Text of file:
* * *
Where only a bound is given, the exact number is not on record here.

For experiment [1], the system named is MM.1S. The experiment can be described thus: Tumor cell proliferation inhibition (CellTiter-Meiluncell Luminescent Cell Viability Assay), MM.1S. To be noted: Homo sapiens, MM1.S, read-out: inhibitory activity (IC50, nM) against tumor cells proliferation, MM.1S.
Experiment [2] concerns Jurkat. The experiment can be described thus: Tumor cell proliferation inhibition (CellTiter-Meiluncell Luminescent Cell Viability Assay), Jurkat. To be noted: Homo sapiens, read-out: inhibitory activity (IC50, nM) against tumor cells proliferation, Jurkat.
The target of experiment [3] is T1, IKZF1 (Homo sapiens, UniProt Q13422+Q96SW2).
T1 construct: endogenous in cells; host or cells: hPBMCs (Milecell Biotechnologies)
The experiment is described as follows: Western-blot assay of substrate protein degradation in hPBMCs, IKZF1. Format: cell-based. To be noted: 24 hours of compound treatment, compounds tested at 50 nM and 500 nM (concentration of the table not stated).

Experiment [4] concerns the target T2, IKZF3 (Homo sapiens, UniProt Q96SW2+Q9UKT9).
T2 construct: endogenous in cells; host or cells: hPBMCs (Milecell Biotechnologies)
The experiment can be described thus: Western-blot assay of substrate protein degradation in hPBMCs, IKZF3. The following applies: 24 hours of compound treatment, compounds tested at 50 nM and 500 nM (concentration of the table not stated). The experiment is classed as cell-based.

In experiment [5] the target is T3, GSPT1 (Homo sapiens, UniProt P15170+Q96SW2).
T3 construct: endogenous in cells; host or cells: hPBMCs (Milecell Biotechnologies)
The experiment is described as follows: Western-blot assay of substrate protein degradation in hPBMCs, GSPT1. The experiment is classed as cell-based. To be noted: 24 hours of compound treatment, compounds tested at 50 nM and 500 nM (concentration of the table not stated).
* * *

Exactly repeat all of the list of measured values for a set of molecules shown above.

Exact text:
Where only a bound is given, the exact number is not on record here.

For experiment [1], the system named is MM.1S. The experiment can be described thus: Tumor cell proliferation inhibition (CellTiter-Meiluncell Luminescent Cell Viability Assay), MM.1S. To be noted: Homo sapiens, MM1.S, read-out: inhibitory activity (IC50, nM) against tumor cells proliferation, MM.1S.
Experiment [2] concerns Jurkat. The experiment can be described thus: Tumor cell proliferation inhibition (CellTiter-Meiluncell Luminescent Cell Viability Assay), Jurkat. To be noted: Homo sapiens, read-out: inhibitory activity (IC50, nM) against tumor cells proliferation, Jurkat.
The target of experiment [3] is T1, IKZF1 (Homo sapiens, UniProt Q13422+Q96SW2).
T1 construct: endogenous in cells; host or cells: hPBMCs (Milecell Biotechnologies)
The experiment is described as follows: Western-blot assay of substrate protein degradation in hPBMCs, IKZF1. Format: cell-based. To be noted: 24 hours of compound treatment, compounds tested at 50 nM and 500 nM (concentration of the table not stated).

Experiment [4] concerns the target T2, IKZF3 (Homo sapiens, UniProt Q96SW2+Q9UKT9).
T2 construct: endogenous in cells; host or cells: hPBMCs (Milecell Biotechnologies)
The experiment can be described thus: Western-blot assay of substrate protein degradation in hPBMCs, IKZF3. The following applies: 24 hours of compound treatment, compounds tested at 50 nM and 500 nM (concentration of the table not stated). The experiment is classed as cell-based.

In experiment [5] the target is T3, GSPT1 (Homo sapiens, UniProt P15170+Q96SW2).
T3 construct: endogenous in cells; host or cells: hPBMCs (Milecell Biotechnologies)
The experiment is described as follows: Western-blot assay of substrate protein degradation in hPBMCs, GSPT1. The experiment is classed as cell-based. To be noted: 24 hours of compound treatment, compounds tested at 50 nM and 500 nM (concentration of the table not stated).